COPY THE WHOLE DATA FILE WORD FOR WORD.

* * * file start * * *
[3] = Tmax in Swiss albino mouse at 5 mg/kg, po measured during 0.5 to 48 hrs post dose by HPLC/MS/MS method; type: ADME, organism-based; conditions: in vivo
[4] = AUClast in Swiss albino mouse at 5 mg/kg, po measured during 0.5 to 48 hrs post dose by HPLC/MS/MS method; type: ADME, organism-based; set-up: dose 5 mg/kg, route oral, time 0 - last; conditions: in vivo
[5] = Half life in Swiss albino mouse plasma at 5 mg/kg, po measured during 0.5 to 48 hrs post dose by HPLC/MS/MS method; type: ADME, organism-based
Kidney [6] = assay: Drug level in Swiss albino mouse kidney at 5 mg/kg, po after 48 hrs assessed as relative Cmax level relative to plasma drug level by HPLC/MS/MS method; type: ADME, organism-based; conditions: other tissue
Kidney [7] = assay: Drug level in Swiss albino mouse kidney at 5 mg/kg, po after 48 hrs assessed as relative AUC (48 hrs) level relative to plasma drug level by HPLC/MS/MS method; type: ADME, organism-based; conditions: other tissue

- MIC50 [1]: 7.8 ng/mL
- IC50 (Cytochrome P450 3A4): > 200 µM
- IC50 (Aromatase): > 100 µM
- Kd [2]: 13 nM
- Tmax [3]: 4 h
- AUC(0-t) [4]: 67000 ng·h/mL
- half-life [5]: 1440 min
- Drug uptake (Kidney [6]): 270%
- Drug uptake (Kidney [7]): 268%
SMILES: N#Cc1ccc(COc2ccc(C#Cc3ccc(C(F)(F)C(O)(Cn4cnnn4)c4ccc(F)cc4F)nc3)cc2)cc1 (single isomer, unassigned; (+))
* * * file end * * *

[3] = Tmax in Swiss albino mouse at 5 mg/kg, po measured during 0.5 to 48 hrs post dose by HPLC/MS/MS method; type: ADME, organism-based; conditions: in vivo
[4] = AUClast in Swiss albino mouse at 5 mg/kg, po measured during 0.5 to 48 hrs post dose by HPLC/MS/MS method; type: ADME, organism-based; set-up: dose 5 mg/kg, route oral, time 0 - last; conditions: in vivo
[5] = Half life in Swiss albino mouse plasma at 5 mg/kg, po measured during 0.5 to 48 hrs post dose by HPLC/MS/MS method; type: ADME, organism-based
Kidney [6] = assay: Drug level in Swiss albino mouse kidney at 5 mg/kg, po after 48 hrs assessed as relative Cmax level relative to plasma drug level by HPLC/MS/MS method; type: ADME, organism-based; conditions: other tissue
Kidney [7] = assay: Drug level in Swiss albino mouse kidney at 5 mg/kg, po after 48 hrs assessed as relative AUC (48 hrs) level relative to plasma drug level by HPLC/MS/MS method; type: ADME, organism-based; conditions: other tissue

- MIC50 [1]: 7.8 ng/mL
- IC50 (Cytochrome P450 3A4): > 200 µM
- IC50 (Aromatase): > 100 µM
- Kd [2]: 13 nM
- Tmax [3]: 4 h
- AUC(0-t) [4]: 67000 ng·h/mL
- half-life [5]: 1440 min
- Drug uptake (Kidney [6]): 270%
- Drug uptake (Kidney [7]): 268%
SMILES: N#Cc1ccc(COc2ccc(C#Cc3ccc(C(F)(F)C(O)(Cn4cnnn4)c4ccc(F)cc4F)nc3)cc2)cc1 (single isomer, unassigned; (+))